Wednesday, November 19, 2014

Biography in Poetry



Hello, I'm Johnny Cash
by G. Neri
illustrated by A.G. Ford
Candlewick Press, 2014

As I noted last Wednesday, J. Patrick Lewis' anthology title says it all: "Everything is a Poem." Last Thursday, we looked at science in poetry, Monday we looked at nature in poetry. Yesterday, the focus was on history in poetry, and today we'll take a look at biography in poetry. In one final post in this series, we'll have fun with imagination in poetry.

I grew up listening to my parents' Johnny Cash albums, and his Greatest Hits CD (The Essential Johnny Cash) is one of my go-to "setting up/cleaning up/putting to bed the classroom" sound tracks. I didn't know that much about his early life until I read this collection of poems.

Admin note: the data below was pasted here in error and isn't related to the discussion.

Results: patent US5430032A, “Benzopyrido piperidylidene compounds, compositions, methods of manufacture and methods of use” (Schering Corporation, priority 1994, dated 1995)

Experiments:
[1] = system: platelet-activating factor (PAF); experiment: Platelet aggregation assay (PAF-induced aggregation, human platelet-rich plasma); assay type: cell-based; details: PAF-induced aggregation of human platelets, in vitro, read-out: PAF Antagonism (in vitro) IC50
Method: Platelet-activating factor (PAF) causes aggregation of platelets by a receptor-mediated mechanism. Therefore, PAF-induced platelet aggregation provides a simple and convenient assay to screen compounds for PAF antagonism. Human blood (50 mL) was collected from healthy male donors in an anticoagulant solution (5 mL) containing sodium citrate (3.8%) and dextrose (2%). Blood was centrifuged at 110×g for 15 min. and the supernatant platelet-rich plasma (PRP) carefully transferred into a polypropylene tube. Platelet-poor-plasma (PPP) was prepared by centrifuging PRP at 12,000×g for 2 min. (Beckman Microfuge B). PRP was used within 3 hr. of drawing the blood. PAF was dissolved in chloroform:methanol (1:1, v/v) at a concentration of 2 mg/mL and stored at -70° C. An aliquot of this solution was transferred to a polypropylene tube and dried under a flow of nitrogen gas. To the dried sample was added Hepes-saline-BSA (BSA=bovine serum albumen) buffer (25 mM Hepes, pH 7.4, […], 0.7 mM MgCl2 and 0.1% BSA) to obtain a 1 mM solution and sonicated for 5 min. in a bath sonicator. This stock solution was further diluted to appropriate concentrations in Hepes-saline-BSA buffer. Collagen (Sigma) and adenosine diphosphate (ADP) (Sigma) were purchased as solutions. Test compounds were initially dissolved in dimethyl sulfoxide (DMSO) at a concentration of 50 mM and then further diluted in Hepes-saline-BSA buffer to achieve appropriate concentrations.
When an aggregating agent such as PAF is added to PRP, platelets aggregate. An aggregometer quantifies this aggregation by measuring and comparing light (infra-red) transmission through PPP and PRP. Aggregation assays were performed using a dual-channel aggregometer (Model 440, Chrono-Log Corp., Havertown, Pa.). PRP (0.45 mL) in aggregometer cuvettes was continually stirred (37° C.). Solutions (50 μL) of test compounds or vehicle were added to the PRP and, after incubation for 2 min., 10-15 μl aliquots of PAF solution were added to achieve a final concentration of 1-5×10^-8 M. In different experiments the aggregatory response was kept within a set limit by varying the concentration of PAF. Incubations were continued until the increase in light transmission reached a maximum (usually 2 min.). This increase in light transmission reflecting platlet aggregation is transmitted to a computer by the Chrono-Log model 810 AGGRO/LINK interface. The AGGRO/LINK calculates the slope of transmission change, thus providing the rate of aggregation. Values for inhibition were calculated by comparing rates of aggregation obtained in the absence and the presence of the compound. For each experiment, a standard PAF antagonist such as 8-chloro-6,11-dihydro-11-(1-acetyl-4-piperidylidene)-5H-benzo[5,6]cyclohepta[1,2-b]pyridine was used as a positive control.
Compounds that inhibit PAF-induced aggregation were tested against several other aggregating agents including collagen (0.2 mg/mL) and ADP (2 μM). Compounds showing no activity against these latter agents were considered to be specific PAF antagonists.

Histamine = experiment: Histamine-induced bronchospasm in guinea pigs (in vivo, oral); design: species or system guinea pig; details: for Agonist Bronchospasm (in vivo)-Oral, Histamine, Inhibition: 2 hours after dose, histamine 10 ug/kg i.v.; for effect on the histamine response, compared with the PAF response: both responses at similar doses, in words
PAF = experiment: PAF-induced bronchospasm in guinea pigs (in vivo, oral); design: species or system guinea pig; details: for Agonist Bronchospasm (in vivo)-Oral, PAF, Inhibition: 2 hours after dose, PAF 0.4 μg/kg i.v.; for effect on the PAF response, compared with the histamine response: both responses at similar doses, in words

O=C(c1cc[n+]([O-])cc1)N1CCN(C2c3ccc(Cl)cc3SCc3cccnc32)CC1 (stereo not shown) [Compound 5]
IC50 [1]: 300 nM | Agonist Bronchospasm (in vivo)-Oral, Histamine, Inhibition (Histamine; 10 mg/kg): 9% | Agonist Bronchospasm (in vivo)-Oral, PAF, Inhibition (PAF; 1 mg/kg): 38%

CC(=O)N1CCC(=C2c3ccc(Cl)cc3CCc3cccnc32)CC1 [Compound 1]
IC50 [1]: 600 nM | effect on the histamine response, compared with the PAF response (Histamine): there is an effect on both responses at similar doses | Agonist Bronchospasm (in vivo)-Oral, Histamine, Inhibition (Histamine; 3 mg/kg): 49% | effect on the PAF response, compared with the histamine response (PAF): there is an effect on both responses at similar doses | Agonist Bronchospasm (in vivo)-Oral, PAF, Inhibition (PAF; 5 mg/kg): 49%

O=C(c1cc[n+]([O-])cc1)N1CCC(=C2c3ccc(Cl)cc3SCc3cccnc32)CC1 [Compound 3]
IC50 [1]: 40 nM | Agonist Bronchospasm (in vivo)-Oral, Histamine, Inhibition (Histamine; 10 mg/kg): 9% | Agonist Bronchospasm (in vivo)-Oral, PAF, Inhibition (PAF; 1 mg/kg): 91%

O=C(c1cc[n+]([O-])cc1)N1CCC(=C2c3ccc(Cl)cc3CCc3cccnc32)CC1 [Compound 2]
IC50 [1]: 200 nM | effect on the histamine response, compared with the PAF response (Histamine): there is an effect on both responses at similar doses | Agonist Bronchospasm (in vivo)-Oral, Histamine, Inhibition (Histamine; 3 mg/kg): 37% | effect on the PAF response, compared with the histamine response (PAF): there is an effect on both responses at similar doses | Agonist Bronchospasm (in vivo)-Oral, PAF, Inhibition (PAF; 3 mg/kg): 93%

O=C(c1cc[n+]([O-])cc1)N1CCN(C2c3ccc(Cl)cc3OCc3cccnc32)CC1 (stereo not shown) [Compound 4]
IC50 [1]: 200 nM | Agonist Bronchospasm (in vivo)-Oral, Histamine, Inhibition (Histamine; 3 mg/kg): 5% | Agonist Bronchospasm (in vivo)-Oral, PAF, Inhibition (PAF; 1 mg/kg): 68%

Here is an excerpt from the final poem, "The Man in Black:"

"Hello,
I'm
Johnny
Cash"
is how he started
every concert from then on.
that simple statement
said it all.

Johnny Cash,
the poor country boy
from the cotton fields,
traveled the world
many times over,
where he sang
for presidents
and the homeless,
businessmen and farmers,
soldiers and prisoners alike.
It didn't matter how famous he got,
he never forgot
what it felt like to be cold,
miserable, and hungry.
Momma didn't have to
remind Johnny
that his gift was special.
He knew he was not its owner
but its caretaker.

Here's Johnny Cash in 1958, singing "I Walk the Line." Check out that wink at about the 50 second mark! **swoon**

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